Awesome! Let's implement this in every place where blocking I/O is present. Not so fast. To my knowledge, the only Mule transport that provides async request handling is Jetty. So for this to work, the Jetty inbound-endpoint processor must be used as the message source:

Furthermore, as shown above, async request handling must be turned on by setting useContinuations to true on the Jetty connector.

HTTP is a fine example where we can put async request handling to good use. The first step is to find an HTTP client library implementing a non-blocking API [1]. I'll opt for Apache HttpAsyncClient.

The next step is to develop a message processor that (1) uses HttpAsyncClient to call a service, (2) registers a callback to resume processing of the client request on receiving the HTTP service reply, and (3) immediately returns the thread to its thread pool upon sending asynchronously the HTTP request. Such a processor will require special abilities so I'll extend my processor from AbstractInterceptingMessageProcessor:

By inheriting from AbstractInterceptingMessageProcessor, I can invoke the next processor in the flow from my callback. Speaking of callbacks, here is the snippet concerning the HTTP client:

Lines 10-13 initialise the HTTP client and set the server address to wherever we're going to send the request to. Line 15 sends asynchronously the request, and registers the callback that will handle the reply. Other than the usual stuff of reading from the response stream (lines 19-22), observe that on line 23 the subsequent flow processor in invoked on a different thread. Line 24 tells Jetty that the flow's output message is to be used as the reply for the end-user.

One additional item in the list is left: freeing the thread after invoking asynchronously the HTTP client's execute(...) method. Returning null from the process(...) method will do the job (line 40):

Finally, we can hook up everything together:

The complete example is found on GitHub.

Hopefully async request handling will someday be part of Mule's default behaviour. Imagine how useful it would be to call almost any service (e.g., HTTP, JMS, VM) synchronously knowing fully well that behind the scenes Mule is taking care of making every remote call non-blocking.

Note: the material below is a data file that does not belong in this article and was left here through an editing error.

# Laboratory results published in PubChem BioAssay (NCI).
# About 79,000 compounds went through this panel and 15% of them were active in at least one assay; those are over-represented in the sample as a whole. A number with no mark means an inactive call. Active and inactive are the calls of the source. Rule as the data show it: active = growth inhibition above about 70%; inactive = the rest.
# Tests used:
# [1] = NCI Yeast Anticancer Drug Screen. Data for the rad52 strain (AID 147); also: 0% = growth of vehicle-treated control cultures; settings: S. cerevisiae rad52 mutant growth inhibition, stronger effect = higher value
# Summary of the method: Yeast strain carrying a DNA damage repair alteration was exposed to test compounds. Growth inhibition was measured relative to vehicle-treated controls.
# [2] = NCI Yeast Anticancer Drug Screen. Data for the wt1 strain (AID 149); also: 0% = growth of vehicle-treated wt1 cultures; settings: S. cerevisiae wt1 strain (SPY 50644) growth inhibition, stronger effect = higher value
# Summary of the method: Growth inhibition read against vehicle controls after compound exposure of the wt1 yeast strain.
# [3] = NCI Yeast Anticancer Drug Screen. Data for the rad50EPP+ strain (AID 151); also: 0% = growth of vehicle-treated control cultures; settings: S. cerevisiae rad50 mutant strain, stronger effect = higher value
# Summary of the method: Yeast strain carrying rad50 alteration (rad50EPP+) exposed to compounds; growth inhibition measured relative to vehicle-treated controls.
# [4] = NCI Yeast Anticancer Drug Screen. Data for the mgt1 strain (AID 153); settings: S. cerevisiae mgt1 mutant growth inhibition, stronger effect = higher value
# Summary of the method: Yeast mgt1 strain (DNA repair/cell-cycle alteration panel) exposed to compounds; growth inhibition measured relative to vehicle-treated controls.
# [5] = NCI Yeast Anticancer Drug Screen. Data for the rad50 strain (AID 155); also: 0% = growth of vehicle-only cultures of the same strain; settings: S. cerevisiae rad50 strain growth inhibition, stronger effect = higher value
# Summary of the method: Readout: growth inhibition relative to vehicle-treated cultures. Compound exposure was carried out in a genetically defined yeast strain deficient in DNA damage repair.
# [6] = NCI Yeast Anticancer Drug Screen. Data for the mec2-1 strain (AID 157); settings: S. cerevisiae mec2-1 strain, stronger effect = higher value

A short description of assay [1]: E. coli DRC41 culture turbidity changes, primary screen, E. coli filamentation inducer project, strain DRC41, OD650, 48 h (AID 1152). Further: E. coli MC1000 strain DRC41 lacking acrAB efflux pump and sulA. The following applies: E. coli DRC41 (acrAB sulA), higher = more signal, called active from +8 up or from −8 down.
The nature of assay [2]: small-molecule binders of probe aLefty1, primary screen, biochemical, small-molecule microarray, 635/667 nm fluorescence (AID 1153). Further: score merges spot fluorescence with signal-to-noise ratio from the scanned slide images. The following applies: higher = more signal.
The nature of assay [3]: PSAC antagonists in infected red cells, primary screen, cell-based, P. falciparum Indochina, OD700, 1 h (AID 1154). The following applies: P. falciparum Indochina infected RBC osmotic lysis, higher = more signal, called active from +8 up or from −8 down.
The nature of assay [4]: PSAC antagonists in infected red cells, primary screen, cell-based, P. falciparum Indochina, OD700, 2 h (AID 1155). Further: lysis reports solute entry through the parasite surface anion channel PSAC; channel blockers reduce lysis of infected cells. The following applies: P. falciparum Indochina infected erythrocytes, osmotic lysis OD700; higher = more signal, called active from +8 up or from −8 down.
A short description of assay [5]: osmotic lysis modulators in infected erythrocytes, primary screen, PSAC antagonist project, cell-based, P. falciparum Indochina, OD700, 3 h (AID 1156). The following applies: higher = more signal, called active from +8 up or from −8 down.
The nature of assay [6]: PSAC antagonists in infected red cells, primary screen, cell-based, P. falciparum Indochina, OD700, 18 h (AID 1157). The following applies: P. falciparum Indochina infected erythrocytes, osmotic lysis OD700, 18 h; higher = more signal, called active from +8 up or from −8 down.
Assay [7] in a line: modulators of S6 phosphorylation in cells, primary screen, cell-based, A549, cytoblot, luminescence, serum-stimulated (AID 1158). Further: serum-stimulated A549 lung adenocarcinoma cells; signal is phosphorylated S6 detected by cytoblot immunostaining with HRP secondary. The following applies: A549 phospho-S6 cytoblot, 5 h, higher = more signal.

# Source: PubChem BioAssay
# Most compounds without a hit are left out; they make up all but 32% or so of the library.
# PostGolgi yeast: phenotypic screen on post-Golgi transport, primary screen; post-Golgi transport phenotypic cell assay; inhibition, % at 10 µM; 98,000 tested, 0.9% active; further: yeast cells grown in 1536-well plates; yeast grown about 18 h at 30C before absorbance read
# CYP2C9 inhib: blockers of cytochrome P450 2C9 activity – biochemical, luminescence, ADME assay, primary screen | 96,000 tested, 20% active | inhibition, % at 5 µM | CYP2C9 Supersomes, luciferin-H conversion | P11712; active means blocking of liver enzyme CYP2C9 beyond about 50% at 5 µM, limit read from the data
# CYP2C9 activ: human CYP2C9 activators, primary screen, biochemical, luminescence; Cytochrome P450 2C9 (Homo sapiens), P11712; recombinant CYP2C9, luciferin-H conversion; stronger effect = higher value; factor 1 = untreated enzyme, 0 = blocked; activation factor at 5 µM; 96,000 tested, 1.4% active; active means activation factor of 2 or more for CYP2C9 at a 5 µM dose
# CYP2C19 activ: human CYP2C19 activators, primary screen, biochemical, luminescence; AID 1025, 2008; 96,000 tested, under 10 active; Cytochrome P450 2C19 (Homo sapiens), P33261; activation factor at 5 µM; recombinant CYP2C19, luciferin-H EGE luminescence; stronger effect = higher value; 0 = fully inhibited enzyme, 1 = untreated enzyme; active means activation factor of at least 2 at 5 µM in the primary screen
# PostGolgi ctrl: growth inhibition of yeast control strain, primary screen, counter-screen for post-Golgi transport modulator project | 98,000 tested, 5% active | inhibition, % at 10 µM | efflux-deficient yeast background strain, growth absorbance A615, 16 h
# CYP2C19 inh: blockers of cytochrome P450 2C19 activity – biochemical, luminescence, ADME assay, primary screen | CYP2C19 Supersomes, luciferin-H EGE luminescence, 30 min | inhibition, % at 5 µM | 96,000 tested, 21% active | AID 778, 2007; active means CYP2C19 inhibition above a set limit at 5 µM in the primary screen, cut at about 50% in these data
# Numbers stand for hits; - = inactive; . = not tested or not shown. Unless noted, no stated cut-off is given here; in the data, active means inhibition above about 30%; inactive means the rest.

1: A client library implementation should be based on the Reactor pattern otherwise we would be going back to the original problem of many blocking threads.

Monday, 23 December 2013

Log4j 2 Memory-Mapped File Appender

During the weekend I dug into Java NIO, specifically, mapping files to memory to reduce I/O time. What's more, since I had a lot of free time on my hands, I developed a Log4j 2 memory-mapped file appender. On my machine, performance tests running on a single thread using the MemoryMappedFile appender show an improvement by a factor of 3 when compared to the RandomAccessFile appender.

Wednesday, 11 December 2013

Apache Kafka for Event Sourcing

Event Sourcing is a pattern intended for "capturing all changes to an application state as a sequence of events". As explained by Fowler, the pattern is useful when you want the ability to completely rebuild the application state, perform temporal querying, or replay events. The LMAX platform is a famous example where Event Sourcing is applied to keep all application state in-memory and consequently contributing to the system's surprisingly high throughput and low latency.

While investigating the architectural components of Samza, I came across a component that can be of great help when implementing Event Sourcing: Apache Kafka. Created by the folks at LinkedIn as a solution to their log processing requirements, Kafka is a broker with message replay built-in.

Kafka consumers receive messages from publish/subscribe channels known as topics. A topic is divided into user-defined partitions where a partition can serve messages only to a single consumer process. Balancing the message load between consumers is a matter of adding more partitions to the topic, assigning those partitions to other consumer instances, and finally, publishing messages to all topic partitions in a round robin fashion.




What fascinates about Kafka is that at any point in time a consumer can rewind back through the history of messages and re-consume messages at a particular offset. In the above diagram, Consumer B can consume the latest messages or replay messages, say, starting from offset 1. 

At face value we could be forgiven to think that a broker with in-built message replay would have trouble achieving high throughput for large message volumes. After all, Kafka is retaining unconsumed as well as consumed messages on disk: presumably costlier than simply keeping unconsumed messages in memory. However, a few clever design decisions, such as relying on the OS page cache and minimising random disk I/O, gave LinkedIn engineers impressive throughput results when comparing Kafka against both ActiveMQ and RabbitMQ.

With the basic concepts and performance considerations out of the way, let me illustrate my point about Kafka's suitability for Event Sourcing by giving a code example: